#7789;īn): ďWhen thy Lord said unto the angels: Verily, I shall create a human from clay.Ē7
According to this, we can say that the Qurían denounces theories that regard humanity as an evolved product of animals or humanoid beings.8
Godís unique genesis of the first human shows an aspect of humanityís intrinsic greatness and their supremacy over all other creatures in existence.
Aspects of Humanityís Being
According to the Islamic perspective, humankind is not a completely material and natural creature. In fact, humanityís existence consists of a material aspectóthe bodyóand an incorporeal aspectóthe spirit or soul. Regarding the inception of humans, the Holy Qurían declares that after the completion of several stages in the formation of the fetus, a new stage begins that is related to their incorporeal aspect: ďThen of the sperm We created a blood-clot, next of the blood-clot We created tissue, and then of the tissue We created bones, afterwards We covered the bones with flesh, and then We originated within it a different existence.Ē9
Even though the qualities of this new existence are not revealed, the difference in phrasing and the use of the verb ď«š‘√š«Ē (we originated) instead of ďőŠřš«Ē (we created) is a subtle indication of the fundamental difference between the respective stage and the previous stagesówhich were all concerned with humanityís material aspect. Therefore, many exegetes consider this verse to be a testimony of the creation of the human spiritual gem.
Also in several Quríanic verses, the creation of the spiritual and immaterial aspect of humanity is termed breath of spirit: ďThen He shaped it and breathed in it of His spirit.Ē10
According to this verse, after God brings order to the creation of the fetus, and makes its body well proportioned and balanced, He breathes spirit11 into its body.
The nature of humanityís spirit is a complex and controversial issue.12 According to several Quríanic verses, it seems that after death the soul continues its life independent of its corporeal body.13 Since the endurance of the spirit after the bodyís extinction entails the continuity of oneís existence, it is clear that between the two aspects of humanityís being, their spiritual gem has authenticity; this gem forms the essence of each human and it is usually interpreted as ďmeĒ.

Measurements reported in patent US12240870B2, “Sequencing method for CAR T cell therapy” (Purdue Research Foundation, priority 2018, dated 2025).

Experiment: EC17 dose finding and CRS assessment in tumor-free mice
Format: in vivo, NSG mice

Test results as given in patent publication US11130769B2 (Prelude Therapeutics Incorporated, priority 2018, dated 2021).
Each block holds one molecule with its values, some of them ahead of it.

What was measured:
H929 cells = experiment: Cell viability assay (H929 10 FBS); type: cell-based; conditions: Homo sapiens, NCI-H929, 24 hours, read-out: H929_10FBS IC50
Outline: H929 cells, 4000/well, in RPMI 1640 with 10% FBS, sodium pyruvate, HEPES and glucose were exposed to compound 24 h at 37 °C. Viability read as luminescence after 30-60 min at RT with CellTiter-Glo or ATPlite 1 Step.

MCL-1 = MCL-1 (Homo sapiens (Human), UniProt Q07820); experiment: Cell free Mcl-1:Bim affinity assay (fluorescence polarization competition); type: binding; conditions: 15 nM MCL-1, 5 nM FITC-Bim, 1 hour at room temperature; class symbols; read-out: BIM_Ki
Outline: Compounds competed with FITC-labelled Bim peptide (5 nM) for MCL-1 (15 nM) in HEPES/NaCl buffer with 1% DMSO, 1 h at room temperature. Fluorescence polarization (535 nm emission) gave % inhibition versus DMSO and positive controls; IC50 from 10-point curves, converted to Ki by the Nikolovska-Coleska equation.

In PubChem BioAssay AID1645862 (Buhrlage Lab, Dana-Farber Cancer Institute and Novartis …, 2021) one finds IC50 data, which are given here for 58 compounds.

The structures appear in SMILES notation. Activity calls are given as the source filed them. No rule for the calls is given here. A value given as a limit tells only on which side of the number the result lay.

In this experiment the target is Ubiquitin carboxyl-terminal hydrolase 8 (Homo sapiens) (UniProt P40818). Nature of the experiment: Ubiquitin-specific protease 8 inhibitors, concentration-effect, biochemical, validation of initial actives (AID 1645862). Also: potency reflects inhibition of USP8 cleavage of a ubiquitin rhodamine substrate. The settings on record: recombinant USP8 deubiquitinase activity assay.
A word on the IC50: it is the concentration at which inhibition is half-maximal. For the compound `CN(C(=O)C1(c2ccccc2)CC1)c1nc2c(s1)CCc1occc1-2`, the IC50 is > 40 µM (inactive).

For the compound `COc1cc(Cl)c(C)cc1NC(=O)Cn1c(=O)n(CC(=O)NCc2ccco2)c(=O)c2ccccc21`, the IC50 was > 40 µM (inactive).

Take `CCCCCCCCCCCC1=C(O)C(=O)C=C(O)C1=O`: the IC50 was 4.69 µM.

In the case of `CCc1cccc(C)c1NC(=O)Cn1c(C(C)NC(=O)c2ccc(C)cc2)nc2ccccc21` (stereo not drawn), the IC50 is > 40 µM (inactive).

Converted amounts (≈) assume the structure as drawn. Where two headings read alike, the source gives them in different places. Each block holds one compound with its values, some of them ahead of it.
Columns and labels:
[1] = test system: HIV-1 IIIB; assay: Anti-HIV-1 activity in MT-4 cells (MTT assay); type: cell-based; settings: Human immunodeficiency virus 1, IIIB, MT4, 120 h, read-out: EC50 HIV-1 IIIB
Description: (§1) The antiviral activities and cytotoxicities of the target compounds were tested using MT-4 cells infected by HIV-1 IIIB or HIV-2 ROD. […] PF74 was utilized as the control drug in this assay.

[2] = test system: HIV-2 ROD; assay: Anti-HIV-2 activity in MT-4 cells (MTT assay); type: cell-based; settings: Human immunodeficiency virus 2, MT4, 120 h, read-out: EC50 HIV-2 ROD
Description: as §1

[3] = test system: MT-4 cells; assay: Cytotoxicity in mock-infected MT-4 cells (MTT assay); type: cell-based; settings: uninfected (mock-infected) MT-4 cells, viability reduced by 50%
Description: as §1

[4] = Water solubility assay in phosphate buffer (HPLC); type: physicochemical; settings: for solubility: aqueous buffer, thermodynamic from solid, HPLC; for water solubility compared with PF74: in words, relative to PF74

Of course, the existential independence of the spirit from the body after death does not mean that there is no true relationship between these two. In fact, as long as persons live in the natural world their body and soul are correlated and are affected by each other. Based on this correlation, religious teachings obligate us to protect the sanctity of both aspects. Thus, we must be utterly protective of our body and utilize it in the best possible manner on the path of attaining salvation and bliss.14
The advantages of humanityís nature, especially those that originate from the spiritual aspect, have provided them with an elite status in the expansive world of existence. Humans, in the core of their essence, are superior not only superior to animals, but also to all of Godís creations.
Humans and Animals
The material aspect of humankind has many similarities to animals. However, our spiritual aspect has profound differences that affect our beliefs and propensities.
Humans are both superior to animals in their understanding and in the instruments and sources of their understanding. In addition, our cognitive system, regarding its qualities and applications, is far more complex than the faculties of animal cognitive systems. Animal cognition is restricted to a collection of sensory data which humans share but to which they are not restricted. In addition to the senses, humankind is also equipped with the intellectósomething that animals do not enjoy.15 Through deliberation, humans are able to understand more general concepts and laws of nature; they can discern the depth and core of a thing by studying its exterior; and can discover the relationships of apparently unassociated and scattered phenomena. Logic, philosophy, and even the disparate branches of empirical science would never have been conceived without the employment of intellect.
Moreover, humans possess various spiritual (non-material) aspirations that animals do no have. These are as follows:
1. The Aspiration for Knowledge